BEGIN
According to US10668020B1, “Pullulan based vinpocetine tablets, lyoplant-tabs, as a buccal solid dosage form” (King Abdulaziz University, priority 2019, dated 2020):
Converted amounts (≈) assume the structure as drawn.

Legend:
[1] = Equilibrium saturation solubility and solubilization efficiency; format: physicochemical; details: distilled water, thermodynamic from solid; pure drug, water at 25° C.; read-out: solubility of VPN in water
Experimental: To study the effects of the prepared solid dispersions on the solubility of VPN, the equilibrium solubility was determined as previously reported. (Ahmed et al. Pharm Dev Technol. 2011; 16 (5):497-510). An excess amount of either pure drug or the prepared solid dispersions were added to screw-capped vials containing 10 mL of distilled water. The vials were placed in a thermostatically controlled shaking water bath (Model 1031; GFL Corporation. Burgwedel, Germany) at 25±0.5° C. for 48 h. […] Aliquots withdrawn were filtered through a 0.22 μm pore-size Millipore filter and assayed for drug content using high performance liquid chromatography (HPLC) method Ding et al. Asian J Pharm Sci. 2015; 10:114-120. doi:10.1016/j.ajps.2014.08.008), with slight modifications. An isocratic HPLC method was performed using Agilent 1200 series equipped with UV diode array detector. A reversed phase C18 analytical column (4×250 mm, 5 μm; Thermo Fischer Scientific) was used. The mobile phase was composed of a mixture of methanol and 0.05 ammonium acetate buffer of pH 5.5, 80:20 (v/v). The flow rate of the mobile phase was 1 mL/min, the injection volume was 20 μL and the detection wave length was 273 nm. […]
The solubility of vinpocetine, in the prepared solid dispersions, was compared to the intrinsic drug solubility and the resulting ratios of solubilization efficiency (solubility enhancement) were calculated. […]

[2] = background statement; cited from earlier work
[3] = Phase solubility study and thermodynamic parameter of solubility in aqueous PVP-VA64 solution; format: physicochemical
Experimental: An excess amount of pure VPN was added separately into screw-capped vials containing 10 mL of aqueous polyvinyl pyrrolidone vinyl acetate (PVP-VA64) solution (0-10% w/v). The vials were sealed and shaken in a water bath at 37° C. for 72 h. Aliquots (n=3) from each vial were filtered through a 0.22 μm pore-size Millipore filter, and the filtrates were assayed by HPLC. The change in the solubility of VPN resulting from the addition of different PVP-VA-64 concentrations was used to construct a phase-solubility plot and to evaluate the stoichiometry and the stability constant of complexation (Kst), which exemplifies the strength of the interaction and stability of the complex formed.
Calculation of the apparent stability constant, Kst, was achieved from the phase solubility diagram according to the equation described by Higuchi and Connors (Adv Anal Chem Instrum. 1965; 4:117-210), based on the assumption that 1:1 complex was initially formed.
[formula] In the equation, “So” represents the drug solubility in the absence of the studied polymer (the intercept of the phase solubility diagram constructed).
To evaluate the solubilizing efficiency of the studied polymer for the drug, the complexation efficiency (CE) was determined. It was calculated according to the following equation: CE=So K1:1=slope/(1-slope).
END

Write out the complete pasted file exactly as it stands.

According to US10668020B1, “Pullulan based vinpocetine tablets, lyoplant-tabs, as a buccal solid dosage form” (King Abdulaziz University, priority 2019, dated 2020):
Converted amounts (≈) assume the structure as drawn.

Legend:
[1] = Equilibrium saturation solubility and solubilization efficiency; format: physicochemical; details: distilled water, thermodynamic from solid; pure drug, water at 25° C.; read-out: solubility of VPN in water
Experimental: To study the effects of the prepared solid dispersions on the solubility of VPN, the equilibrium solubility was determined as previously reported. (Ahmed et al. Pharm Dev Technol. 2011; 16 (5):497-510). An excess amount of either pure drug or the prepared solid dispersions were added to screw-capped vials containing 10 mL of distilled water. The vials were placed in a thermostatically controlled shaking water bath (Model 1031; GFL Corporation. Burgwedel, Germany) at 25±0.5° C. for 48 h. […] Aliquots withdrawn were filtered through a 0.22 μm pore-size Millipore filter and assayed for drug content using high performance liquid chromatography (HPLC) method Ding et al. Asian J Pharm Sci. 2015; 10:114-120. doi:10.1016/j.ajps.2014.08.008), with slight modifications. An isocratic HPLC method was performed using Agilent 1200 series equipped with UV diode array detector. A reversed phase C18 analytical column (4×250 mm, 5 μm; Thermo Fischer Scientific) was used. The mobile phase was composed of a mixture of methanol and 0.05 ammonium acetate buffer of pH 5.5, 80:20 (v/v). The flow rate of the mobile phase was 1 mL/min, the injection volume was 20 μL and the detection wave length was 273 nm. […]
The solubility of vinpocetine, in the prepared solid dispersions, was compared to the intrinsic drug solubility and the resulting ratios of solubilization efficiency (solubility enhancement) were calculated. […]

[2] = background statement; cited from earlier work
[3] = Phase solubility study and thermodynamic parameter of solubility in aqueous PVP-VA64 solution; format: physicochemical
Experimental: An excess amount of pure VPN was added separately into screw-capped vials containing 10 mL of aqueous polyvinyl pyrrolidone vinyl acetate (PVP-VA64) solution (0-10% w/v). The vials were sealed and shaken in a water bath at 37° C. for 72 h. Aliquots (n=3) from each vial were filtered through a 0.22 μm pore-size Millipore filter, and the filtrates were assayed by HPLC. The change in the solubility of VPN resulting from the addition of different PVP-VA-64 concentrations was used to construct a phase-solubility plot and to evaluate the stoichiometry and the stability constant of complexation (Kst), which exemplifies the strength of the interaction and stability of the complex formed.
Calculation of the apparent stability constant, Kst, was achieved from the phase solubility diagram according to the equation described by Higuchi and Connors (Adv Anal Chem Instrum. 1965; 4:117-210), based on the assumption that 1:1 complex was initially formed.
[formula] In the equation, “So” represents the drug solubility in the absence of the studied polymer (the intercept of the phase solubility diagram constructed).
To evaluate the solubilizing efficiency of the studied polymer for the drug, the complexation efficiency (CE) was determined. It was calculated according to the following equation: CE=So K1:1=slope/(1-slope).